I really think that your opportunity, if you're with a competitive team, to win a championship, is much -- I don't know want to use the word easier, but you certainly have a better chance, I think, than with the old system. With the old system if you had a flat tire at Martinsville in April that was just -- and lost 20 spots, that was just as big a penalty as having a flat tire and losing 20 spots at Homestead, where that's not really the case anymore; you know, if you can make the top 12 and hopefully with the new seeding system win some races, you all have a shot in the last ten races. Really the first ones aren't as important, but certainly you can have a couple mulligans and still have a shot at the championship if you can get everything right for the last ten races.

Q. I know you're a big Green Bay fan so I was wondering what you thought of not getting Randy Moss this year?
MATT KENSETH: Well, you know, I'm a fan. You know, I'm not an insider, so I don't know what all was done or said with that or whatever, so I mean, obviously from watching from a fan standpoint, Randy Moss was a great talent, but obviously when things aren't going right, in the past anyway, he's been a distraction and probably not a help for the team. But certainly when he was on his game at Minnesota and was playing hard and doing all that stuff, he's arguably one of the best receivers in the league. Obviously it would be cool to have that and have a deep threat for Favre. But like I said, I'm not an insider and they're really trying to build the team through the draft and build with some young players and they showed some promise at the end of last year, so I'm looking forward to the season.

Q. I know that Mark Martin holds you in high regard, and I wondered how life has changed for you professionally knowing you don't have him in the camp to go to whenever you need a little piece of advice.
MATT KENSETH: It really hasn't changed at all, to be honest with you. If I need a piece of advice I still call him. More so than just sharing information or doing teammate stuff, we've become good friends. He's been a mentor of mine. But after probably the first year or two and after working together a little bit in the Busch Series and all that stuff, more of his advice and help and all that stuff is more on, you know, everyday stuff that he can still help me with, without being a teammate, whether it's business stuff or the right thing to do on the track, off the track, driving style-wise or etiquette-wise or whatever it could be, still try to model myself a lot after his driving style and some of the things that he does and doesn't do. I've never called him since he's left and he's not answered the phone or not called me back or whatever. So he's still real easy to get a hold of, and he's always around whenever I need some advice.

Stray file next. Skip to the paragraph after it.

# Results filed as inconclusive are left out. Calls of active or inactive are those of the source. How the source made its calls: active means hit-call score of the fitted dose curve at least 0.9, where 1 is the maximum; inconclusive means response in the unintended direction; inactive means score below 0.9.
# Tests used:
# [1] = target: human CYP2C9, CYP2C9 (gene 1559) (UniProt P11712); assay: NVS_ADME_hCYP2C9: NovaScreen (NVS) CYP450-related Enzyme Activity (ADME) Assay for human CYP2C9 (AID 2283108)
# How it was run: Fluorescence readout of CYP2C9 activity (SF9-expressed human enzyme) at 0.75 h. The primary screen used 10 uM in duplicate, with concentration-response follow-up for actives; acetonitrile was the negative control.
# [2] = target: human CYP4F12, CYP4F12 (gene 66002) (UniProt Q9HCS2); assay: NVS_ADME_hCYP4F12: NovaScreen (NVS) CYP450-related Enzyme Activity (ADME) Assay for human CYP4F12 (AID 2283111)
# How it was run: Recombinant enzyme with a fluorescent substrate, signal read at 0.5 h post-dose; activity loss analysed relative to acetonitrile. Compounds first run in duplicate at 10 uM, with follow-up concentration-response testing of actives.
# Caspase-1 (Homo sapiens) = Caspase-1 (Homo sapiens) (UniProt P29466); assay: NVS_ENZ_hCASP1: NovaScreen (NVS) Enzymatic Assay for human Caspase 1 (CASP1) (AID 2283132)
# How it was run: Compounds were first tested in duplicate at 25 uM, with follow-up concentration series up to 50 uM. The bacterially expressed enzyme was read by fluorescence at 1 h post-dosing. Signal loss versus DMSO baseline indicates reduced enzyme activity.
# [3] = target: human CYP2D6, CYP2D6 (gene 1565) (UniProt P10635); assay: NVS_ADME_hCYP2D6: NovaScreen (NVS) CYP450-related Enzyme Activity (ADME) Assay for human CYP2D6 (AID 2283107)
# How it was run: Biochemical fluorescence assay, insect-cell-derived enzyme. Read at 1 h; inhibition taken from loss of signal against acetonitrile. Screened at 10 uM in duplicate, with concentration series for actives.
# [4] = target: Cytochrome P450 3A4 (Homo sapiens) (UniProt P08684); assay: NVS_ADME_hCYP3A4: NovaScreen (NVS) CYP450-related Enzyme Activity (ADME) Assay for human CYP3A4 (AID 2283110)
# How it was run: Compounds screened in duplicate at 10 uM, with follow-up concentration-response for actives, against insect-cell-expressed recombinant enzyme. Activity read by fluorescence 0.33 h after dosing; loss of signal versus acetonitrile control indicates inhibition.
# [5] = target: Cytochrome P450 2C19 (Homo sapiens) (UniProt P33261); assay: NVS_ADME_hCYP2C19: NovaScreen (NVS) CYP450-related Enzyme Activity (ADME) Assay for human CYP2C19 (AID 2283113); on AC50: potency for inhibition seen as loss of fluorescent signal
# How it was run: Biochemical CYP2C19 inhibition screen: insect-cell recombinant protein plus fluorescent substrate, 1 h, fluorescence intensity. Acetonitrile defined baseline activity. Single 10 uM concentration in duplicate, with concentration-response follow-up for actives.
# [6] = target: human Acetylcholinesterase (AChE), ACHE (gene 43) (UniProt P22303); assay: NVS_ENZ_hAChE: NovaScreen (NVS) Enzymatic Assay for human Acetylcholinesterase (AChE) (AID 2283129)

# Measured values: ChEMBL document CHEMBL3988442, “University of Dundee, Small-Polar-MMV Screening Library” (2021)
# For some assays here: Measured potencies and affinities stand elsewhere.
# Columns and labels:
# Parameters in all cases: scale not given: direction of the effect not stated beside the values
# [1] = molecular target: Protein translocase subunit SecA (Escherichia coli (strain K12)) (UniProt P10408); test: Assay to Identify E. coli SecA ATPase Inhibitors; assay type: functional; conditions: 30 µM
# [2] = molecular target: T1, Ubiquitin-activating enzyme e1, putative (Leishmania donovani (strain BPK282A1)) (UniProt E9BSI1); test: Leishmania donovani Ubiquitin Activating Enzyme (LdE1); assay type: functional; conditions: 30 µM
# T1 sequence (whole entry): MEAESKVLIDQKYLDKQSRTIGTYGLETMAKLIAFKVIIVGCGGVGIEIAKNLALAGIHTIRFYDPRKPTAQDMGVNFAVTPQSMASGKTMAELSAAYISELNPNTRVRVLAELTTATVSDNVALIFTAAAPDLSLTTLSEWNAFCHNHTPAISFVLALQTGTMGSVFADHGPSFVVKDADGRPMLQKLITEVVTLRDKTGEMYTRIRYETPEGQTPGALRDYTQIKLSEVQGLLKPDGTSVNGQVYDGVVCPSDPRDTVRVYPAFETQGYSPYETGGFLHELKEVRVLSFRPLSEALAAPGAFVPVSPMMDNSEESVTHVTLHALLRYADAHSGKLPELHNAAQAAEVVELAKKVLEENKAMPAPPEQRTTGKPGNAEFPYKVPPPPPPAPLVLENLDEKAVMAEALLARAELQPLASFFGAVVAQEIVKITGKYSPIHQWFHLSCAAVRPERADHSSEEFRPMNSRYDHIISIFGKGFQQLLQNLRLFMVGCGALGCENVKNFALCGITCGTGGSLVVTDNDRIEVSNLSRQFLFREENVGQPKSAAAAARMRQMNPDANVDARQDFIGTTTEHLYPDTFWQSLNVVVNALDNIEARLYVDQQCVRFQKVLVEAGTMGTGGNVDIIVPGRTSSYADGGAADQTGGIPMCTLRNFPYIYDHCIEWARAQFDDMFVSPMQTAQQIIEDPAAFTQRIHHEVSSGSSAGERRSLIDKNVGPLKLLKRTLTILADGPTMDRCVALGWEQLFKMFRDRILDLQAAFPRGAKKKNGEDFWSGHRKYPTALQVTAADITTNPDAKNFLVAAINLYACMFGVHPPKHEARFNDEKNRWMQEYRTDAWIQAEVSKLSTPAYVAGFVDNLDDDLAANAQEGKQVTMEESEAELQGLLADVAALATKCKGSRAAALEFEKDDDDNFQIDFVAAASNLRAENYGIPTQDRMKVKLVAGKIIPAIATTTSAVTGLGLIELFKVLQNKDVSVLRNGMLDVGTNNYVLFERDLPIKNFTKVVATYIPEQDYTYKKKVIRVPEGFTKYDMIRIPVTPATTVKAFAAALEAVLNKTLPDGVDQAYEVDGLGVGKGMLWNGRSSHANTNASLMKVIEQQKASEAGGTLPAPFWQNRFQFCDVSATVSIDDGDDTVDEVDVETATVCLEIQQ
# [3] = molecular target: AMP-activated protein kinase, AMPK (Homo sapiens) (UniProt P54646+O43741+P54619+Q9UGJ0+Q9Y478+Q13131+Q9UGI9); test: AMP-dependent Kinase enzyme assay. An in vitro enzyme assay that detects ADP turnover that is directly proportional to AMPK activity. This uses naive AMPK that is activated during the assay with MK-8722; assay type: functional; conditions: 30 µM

Q. How frustrating has it been not getting that Ford to Victory Lane just as yet?
MATT KENSETH: Well, we've had ours at Victory Lane, so that part has been good. We've been able to win a race, but certainly we'd love to win more. You always want to win more. There's been some races where we've been competitive enough with everything where I think we're ready to win. There's been a lot of races where we've been off a little bit, but we've still been able to get some good finishes. Certainly we realize there's a little work to do to be a contender for a win every week, like the 24 and some of them guys, and we're working hard at getting our cars better.

Q. What's the biggest thing that you've noticed since the Roush merger with Fenway, or can you even tell the difference? What's it been like for your team?
MATT KENSETH: To be totally honest with you, I can't tell the difference. A little bit of a change. And we know that John Henry has come in there as half owner of the team and all that, but from my standpoint, from a competition standpoint, there really hasn't been a change. We've still got all the stuff we need to go racing with. We still build the same amount of cars and do the same things. So really from my standpoint so far nothing has changed, but it's still early in the game and I know we've got a lot of big plans to make things better on the marketing side and the sponsorship side. But the stuff I worry about, the competition side, hasn't changed at all.

Q. You've been highly successful at Michigan with the current car. How do you perceive the Car of Tomorrow running there when it does?
MATT KENSETH: I don't think it'll be much different than everywhere else. Obviously the car has been frustrating. Everybody has their driving style, and I can't stand it when my car pushes into another car and it's really hard to pass when your car doesn't turn. We struggle to make ours turn. I will say that for whatever reason that Darlington and Dover, we were a little bit better, a little bit more competitive. The faster the cars go the better they seem to handle, for whatever reason.